Wizards Can Ride Starships in These Excellently Crunchy RPGs

Two RPGs that throw off the shackles of the "rules light" trend give players customizable spellcasting systems and the ability to design starships. Combine O.L.D. and N.E.W. RPGs and you can have both.

O.L.D. and N.E.W. are mutually compatible tabletop RPGs designed by Russ Morrissey, owner of EN World. The game system is touted as "crunchy," which, if you're unfamiliar with RPG parlance, means, "lots of systems, subsystems, modifiers, and formulas." Crunchy games tend more toward the simulationist side of RPGs. Your level if interest here is going to be strongly affected by your desire to play a game with a table like this one:

Wizards Can Ride Starships in These Excellently Crunchy RPGs

Let me get it out of the way and say that I'm less and less simulationist the older I get, at least when it comes to RPGs (if we're playing a wargame, you'd better know whether that artillery unit is encumbered or unencumbered, son; then roll on the weather table to see if this road is muddy). And there are, of course, any number of rules-heavy fantasy and science-fiction RPGs one might choose from already in existence. However, the O.L.D./N.E.W. Kickstarter (I'm not a fan of the gimmicky names, to be honest) is already quite successful, so clearly there's an audience. And there are some very cool features that make these games stand out.

It's one thing to have wizards here and starships there, but quite another to have wizards on starships. Or space pirates riding dragons. The ability to blend fantasy and sci-fi isn't unprecedented, and a truly successful universal RPG system is something of an ungraspable grail, but the idea is awesome. Elves with laser blasters! Time traveling clerics in space! Space marines leading the king's royal guard! It just sounds like fun.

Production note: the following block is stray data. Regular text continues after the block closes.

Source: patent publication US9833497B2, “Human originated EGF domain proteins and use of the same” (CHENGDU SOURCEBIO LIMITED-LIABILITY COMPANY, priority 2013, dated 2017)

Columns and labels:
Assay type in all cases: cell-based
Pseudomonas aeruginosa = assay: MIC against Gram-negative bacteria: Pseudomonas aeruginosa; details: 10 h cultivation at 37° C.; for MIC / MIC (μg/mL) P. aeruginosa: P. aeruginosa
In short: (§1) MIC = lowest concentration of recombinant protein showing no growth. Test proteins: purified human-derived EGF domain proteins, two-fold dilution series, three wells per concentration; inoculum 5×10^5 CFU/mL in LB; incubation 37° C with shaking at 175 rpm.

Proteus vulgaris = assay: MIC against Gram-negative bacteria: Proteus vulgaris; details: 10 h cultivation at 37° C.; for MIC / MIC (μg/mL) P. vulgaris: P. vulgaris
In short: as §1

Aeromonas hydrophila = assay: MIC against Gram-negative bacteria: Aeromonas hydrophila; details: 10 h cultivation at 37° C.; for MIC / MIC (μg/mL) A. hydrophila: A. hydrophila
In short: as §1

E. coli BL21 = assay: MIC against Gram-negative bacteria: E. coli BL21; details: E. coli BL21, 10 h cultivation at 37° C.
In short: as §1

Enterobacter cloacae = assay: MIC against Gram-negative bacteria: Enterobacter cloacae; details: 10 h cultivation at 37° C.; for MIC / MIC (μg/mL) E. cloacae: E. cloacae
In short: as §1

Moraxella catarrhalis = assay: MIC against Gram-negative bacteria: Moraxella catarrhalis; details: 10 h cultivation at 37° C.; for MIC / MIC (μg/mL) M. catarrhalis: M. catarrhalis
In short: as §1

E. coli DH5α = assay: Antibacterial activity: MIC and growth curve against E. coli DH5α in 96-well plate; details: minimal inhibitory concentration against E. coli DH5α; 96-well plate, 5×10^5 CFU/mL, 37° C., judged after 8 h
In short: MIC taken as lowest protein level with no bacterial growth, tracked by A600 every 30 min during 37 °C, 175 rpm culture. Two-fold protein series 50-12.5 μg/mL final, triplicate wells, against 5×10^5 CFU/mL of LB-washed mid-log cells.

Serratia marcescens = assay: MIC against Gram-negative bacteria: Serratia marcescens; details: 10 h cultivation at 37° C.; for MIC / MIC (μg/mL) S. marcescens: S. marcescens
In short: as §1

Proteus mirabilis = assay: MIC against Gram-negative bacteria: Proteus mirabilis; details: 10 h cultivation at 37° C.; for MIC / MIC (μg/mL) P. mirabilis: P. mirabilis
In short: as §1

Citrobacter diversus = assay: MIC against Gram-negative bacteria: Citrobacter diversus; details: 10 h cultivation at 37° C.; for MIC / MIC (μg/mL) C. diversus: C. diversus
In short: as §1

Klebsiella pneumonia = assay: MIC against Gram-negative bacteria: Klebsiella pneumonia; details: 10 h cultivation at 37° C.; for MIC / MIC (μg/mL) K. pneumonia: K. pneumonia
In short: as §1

Wizards Can Ride Starships in These Excellently Crunchy RPGs

O.L.D. also has a crazy spellcasting system that's incredibly customizable. Each spell is actually a list of related spell effects, and casters can decide as they cast which version to use, powering it up or down by spending different amounts of Magic Points.No morning spell memorization. That's a lot of versatility in a magic system out of the box, but you can also combine spells and create totally custom effects. To be sure, it's a complicated system, but if you're willing to put in the effort to learn all the ins and outs, you'll be casting all kinds of totally unique spells.

Along the same lines, being able to design your own starship is pretty sweet. It is, again, a heavy system with a lot to wrap your head around, but in the end you'll be able to create something unique and really feel a sense of ownership over it.

Wizards Can Ride Starships in These Excellently Crunchy RPGs

The class system is quite open-ended as well, allowing you to take on a variety of traditions or careers (there are dozens of them to choose from). Interestingly, each new career ages your character, so in addition to some new abilities, you advance along an age track, gaining or losing age-related characteristics. And despite all the rules crunch, all characters can be boiled down to a simple sentence (you may recognize the idea from Numenera): "My character is a [blank] year-old [blank] who [blanks]." New characters can be created in a few minutes.

This brings up one of the main selling points – while there may be a lot going on under the hood, you don't have to deal with all of it. The basics are pretty straightforward, and you only need to deal with the starship design parameters if that's your jam.

Wizards Can Ride Starships in These Excellently Crunchy RPGs

The core dice mechanic is a tweaked version of an old favorite, rolling pools of dice and adding them up to hit a target number. There's an unnecessary extra step in between whatever your attribute in a skill or ability is and the actual number of dice you roll, but the system makes good use of all different types of dice, because your dice pools use better dice as you gain power and experience. Just starting out? You'll be rolling D6s. With a few adventures under your belt you may be rolling D10s instead.

I like some of the concept art (some of which is recycled from other projects), and overall I think O.L.D./N.E.W. looks like an interesting project by people who truly love RPGs. It might not be my particular cup of tea, but it's always good to have more flavors of tea available. You can check out the playtest documents and see if these starship wizards are the ones for you.